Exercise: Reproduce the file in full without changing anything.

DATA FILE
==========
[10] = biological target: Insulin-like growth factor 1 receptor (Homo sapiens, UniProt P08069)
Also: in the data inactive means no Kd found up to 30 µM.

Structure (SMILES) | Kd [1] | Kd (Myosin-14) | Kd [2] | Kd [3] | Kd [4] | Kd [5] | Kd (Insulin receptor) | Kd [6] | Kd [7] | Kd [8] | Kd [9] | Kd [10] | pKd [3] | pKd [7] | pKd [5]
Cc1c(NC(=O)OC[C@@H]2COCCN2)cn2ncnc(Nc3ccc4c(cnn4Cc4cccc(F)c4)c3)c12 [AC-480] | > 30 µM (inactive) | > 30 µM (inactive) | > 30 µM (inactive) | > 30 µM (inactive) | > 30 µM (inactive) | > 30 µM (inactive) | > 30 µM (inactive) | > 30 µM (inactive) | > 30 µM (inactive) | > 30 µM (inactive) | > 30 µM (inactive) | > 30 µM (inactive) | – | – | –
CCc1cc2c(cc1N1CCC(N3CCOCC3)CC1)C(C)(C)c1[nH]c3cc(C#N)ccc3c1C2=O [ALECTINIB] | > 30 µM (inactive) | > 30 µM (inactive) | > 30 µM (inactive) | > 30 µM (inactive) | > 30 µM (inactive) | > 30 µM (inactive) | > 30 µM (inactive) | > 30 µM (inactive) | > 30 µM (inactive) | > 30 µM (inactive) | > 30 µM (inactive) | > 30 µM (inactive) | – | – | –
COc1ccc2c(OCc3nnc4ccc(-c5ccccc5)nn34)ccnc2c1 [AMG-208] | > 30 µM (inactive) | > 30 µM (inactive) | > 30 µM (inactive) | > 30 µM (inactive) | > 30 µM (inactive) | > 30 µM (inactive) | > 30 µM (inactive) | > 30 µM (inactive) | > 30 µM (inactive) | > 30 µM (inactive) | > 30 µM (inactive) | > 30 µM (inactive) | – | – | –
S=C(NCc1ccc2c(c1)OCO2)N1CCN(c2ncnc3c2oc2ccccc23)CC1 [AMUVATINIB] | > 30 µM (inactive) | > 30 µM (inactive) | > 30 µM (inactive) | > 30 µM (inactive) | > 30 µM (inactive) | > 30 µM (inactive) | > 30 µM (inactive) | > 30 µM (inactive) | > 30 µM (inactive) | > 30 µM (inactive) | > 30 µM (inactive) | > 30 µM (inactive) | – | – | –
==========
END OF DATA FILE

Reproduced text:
[10] = biological target: Insulin-like growth factor 1 receptor (Homo sapiens, UniProt P08069)
Also: in the data inactive means no Kd found up to 30 µM.

Structure (SMILES) | Kd [1] | Kd (Myosin-14) | Kd [2] | Kd [3] | Kd [4] | Kd [5] | Kd (Insulin receptor) | Kd [6] | Kd [7] | Kd [8] | Kd [9] | Kd [10] | pKd [3] | pKd [7] | pKd [5]
Cc1c(NC(=O)OC[C@@H]2COCCN2)cn2ncnc(Nc3ccc4c(cnn4Cc4cccc(F)c4)c3)c12 [AC-480] | > 30 µM (inactive) | > 30 µM (inactive) | > 30 µM (inactive) | > 30 µM (inactive) | > 30 µM (inactive) | > 30 µM (inactive) | > 30 µM (inactive) | > 30 µM (inactive) | > 30 µM (inactive) | > 30 µM (inactive) | > 30 µM (inactive) | > 30 µM (inactive) | – | – | –
CCc1cc2c(cc1N1CCC(N3CCOCC3)CC1)C(C)(C)c1[nH]c3cc(C#N)ccc3c1C2=O [ALECTINIB] | > 30 µM (inactive) | > 30 µM (inactive) | > 30 µM (inactive) | > 30 µM (inactive) | > 30 µM (inactive) | > 30 µM (inactive) | > 30 µM (inactive) | > 30 µM (inactive) | > 30 µM (inactive) | > 30 µM (inactive) | > 30 µM (inactive) | > 30 µM (inactive) | – | – | –
COc1ccc2c(OCc3nnc4ccc(-c5ccccc5)nn34)ccnc2c1 [AMG-208] | > 30 µM (inactive) | > 30 µM (inactive) | > 30 µM (inactive) | > 30 µM (inactive) | > 30 µM (inactive) | > 30 µM (inactive) | > 30 µM (inactive) | > 30 µM (inactive) | > 30 µM (inactive) | > 30 µM (inactive) | > 30 µM (inactive) | > 30 µM (inactive) | – | – | –
S=C(NCc1ccc2c(c1)OCO2)N1CCN(c2ncnc3c2oc2ccccc23)CC1 [AMUVATINIB] | > 30 µM (inactive) | > 30 µM (inactive) | > 30 µM (inactive) | > 30 µM (inactive) | > 30 µM (inactive) | > 30 µM (inactive) | > 30 µM (inactive) | > 30 µM (inactive) | > 30 µM (inactive) | > 30 µM (inactive) | > 30 µM (inactive) | > 30 µM (inactive) | – | – | –